The wrapper style has one interesting drawback as it may not be immediately obvious. If a service signature changed, for example, a new parameter was added, clients will have to change as well. With wrapper style, all parameters have to be present in the XML message although they can be defined as null using "xsd:nil" attribute. This is despite the fact that the element corresponding to the parameter can be defined as optional in the schema. The non-wrapper style does not have this problem and adding a new optional element does not affect clients as binding is always name-based. This creates somewhat tighter coupling between wrapper style consumers and providers.

JAX-WS does impose some additional restrictions on the wrapper style. The most important one is the wrapper element's content type must be "sequence". By this, a method's signature always represented as an ordered list of arguments.

For non-wrapper style, the most obscure thing is how a SOAP engine decides which operation to invoke based on the message type when a web service has multiple operations as operation name is not explicitly provided by the message. The "SOAPAction" header can be used for that purpose, however this header is HTTP-only and also optional in JAX-WS. For "non-wrapper", each operation must accept a message that corresponds to a unique XML element name. Note that it is not enough to define different WSDL messages using "wsdl:message" element, each message must be represented by a different element in the schema. Web service engines use unique element names to determine Java method names that correspond to WSDL operations. This also means that with non-wrapper you CANNOT have different operation names processing the same message.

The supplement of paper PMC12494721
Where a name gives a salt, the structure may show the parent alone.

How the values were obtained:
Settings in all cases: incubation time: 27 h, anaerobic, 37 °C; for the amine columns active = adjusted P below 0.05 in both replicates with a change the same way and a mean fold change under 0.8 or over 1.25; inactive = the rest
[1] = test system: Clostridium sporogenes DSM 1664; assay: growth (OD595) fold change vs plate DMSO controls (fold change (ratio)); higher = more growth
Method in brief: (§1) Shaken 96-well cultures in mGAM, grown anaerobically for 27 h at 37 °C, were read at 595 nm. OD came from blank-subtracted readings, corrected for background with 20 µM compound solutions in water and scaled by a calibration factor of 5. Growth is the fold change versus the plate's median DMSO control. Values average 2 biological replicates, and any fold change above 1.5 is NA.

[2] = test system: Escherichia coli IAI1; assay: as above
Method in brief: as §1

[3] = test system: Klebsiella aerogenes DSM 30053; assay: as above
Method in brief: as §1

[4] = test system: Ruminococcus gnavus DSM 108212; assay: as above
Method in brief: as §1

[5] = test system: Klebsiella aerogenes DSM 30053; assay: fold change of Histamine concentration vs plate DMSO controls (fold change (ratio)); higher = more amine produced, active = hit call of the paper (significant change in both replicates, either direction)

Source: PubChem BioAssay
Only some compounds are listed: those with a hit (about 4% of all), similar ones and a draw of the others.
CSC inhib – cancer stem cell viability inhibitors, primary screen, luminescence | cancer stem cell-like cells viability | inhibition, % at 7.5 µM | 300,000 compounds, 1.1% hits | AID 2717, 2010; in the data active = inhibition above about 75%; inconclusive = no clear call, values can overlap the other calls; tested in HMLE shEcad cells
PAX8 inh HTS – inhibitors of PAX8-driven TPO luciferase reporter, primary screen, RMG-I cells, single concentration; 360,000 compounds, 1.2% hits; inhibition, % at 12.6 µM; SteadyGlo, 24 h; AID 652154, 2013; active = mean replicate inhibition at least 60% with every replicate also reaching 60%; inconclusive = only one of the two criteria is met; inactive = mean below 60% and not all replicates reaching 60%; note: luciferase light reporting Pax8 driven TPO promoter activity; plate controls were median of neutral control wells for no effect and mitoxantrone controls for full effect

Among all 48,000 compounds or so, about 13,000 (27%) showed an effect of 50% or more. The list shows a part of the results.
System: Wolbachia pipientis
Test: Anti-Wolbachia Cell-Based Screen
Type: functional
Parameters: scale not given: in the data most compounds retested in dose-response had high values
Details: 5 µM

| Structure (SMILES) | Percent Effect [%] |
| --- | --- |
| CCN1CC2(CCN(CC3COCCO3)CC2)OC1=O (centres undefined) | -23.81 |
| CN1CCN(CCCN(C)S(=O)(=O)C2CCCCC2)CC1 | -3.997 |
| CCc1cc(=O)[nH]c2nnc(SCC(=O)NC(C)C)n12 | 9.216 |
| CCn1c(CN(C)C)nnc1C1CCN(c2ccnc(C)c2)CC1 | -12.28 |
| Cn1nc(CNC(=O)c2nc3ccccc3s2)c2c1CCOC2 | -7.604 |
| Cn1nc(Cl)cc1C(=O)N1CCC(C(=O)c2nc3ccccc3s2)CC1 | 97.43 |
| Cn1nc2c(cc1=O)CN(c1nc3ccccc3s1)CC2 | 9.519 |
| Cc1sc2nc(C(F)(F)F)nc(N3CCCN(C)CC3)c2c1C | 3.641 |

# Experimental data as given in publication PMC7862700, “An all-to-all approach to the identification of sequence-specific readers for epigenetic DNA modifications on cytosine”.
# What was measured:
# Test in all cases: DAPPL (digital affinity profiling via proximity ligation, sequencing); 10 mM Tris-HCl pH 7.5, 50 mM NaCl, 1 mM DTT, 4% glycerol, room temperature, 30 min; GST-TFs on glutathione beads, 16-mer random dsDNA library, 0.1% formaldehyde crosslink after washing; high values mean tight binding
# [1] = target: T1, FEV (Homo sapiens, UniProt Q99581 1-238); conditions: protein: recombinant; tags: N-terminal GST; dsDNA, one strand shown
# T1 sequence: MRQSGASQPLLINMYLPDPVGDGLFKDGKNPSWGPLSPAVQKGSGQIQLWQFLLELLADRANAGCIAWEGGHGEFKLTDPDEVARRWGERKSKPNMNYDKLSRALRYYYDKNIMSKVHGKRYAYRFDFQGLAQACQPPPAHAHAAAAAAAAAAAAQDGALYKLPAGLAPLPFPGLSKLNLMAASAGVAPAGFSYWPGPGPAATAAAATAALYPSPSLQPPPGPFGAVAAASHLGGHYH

The wrapper does not support overloaded methods.
The non-wrapper does not support methods with the same signature.

Thursday, August 16, 2012

OSB 11g ANT Build Scripts

Please reference to the follow blog.

Use setDomainEnv.cmd to set the env properly.

In general this OSB export works fine, this error occures only if any OSB project contains proxy/business services using JCA transport e.g. used by the DB or SAP adapter.
Solution Summary
Add system property "com.bea.plateng.common.util.logging.useJDKlogger" set to "true" for configexport task, so that ANT target body look like: